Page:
The data from which these indicators are calculated is available from your scheduling tool. The tool is used to create the project's Work Breakdown Structure (WBS), project activities are assigned to the work packages and activities are scheduled with a start and finish date. The schedule is updated with project information as work is completed. Work that is finished is marked as 100% complete. Updates beyond that will depend on the tracking approach you choose.

The simplest approach to partially completed work is to ignore it. The activity is either 100% complete or 0% complete. This is the easiest method to administer because it does not require you to make difficult assessments. This approach may be practicable where work is broken down into activities that take a day to complete at maximum. In that case you won't be missing a great deal of work when only including activities that are 100% complete. If the activity in question is a 4 hour activity discounting it, even when it is 90% complete only skews the total by a little more than 3.5 hours - not much in a project with a total of thousands of man hours of work. Skewing will increase as the number of partially completed activities mounts, or if those activities account for days or weeks worth of work.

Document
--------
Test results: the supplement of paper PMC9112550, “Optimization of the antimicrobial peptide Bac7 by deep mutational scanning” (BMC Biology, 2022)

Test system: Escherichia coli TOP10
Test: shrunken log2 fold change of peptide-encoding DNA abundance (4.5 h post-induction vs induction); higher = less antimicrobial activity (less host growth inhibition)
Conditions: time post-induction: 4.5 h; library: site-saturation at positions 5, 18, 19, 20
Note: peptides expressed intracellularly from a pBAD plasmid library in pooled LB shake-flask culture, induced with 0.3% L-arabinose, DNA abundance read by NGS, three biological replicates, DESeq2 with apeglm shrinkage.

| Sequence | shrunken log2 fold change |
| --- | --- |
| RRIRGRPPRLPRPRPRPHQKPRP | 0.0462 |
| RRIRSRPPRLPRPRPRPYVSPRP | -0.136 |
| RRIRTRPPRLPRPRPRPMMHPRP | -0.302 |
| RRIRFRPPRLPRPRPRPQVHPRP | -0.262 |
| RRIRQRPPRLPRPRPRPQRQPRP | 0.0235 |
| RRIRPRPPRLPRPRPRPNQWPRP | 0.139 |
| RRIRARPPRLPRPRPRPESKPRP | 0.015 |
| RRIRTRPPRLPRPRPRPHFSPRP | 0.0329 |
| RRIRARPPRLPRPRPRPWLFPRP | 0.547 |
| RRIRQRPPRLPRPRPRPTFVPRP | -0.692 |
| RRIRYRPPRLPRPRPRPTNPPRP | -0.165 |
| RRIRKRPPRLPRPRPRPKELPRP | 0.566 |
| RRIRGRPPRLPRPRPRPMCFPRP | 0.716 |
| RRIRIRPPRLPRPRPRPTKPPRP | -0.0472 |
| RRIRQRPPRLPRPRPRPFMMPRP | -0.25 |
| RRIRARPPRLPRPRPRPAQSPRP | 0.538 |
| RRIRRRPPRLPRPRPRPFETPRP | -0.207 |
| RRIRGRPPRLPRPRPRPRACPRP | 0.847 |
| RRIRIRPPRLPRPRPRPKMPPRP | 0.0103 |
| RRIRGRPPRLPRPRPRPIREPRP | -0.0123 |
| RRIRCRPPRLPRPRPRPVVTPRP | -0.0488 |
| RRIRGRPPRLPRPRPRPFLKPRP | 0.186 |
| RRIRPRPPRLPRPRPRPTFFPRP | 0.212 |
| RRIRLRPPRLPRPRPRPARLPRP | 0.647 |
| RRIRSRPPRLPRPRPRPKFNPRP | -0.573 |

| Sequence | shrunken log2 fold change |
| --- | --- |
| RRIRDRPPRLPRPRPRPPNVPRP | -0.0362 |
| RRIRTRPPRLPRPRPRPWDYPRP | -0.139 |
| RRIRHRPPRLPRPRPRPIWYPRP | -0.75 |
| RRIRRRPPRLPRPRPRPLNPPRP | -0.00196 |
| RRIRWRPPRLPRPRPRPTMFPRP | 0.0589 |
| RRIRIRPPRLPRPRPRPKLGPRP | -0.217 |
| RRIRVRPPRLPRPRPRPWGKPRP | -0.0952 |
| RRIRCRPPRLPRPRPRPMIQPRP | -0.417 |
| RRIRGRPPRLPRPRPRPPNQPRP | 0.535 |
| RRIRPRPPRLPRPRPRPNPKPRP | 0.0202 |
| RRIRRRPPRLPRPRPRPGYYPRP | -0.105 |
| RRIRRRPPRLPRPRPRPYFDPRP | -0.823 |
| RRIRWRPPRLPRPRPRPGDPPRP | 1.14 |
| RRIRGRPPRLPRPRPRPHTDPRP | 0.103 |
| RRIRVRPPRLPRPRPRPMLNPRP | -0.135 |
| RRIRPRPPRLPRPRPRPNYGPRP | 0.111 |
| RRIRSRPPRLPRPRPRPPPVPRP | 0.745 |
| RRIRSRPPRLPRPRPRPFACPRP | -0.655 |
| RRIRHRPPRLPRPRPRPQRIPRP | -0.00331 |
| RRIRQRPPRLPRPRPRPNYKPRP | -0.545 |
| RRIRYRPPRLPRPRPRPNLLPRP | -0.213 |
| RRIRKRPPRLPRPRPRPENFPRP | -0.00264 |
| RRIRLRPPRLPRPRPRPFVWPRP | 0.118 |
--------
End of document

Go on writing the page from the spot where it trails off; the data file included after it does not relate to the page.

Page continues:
Accounting for partially completed work only becomes an issue when that work has a planned or forecast completion date before the reporting date. Activities to be completed after this date will not be included in the "Budgeted Cost of Work Scheduled" category. Work that has fallen behind schedule is not always 100% behind and reporting the amount of work completed on an activity that is behind schedule increases the accuracy of your reporting.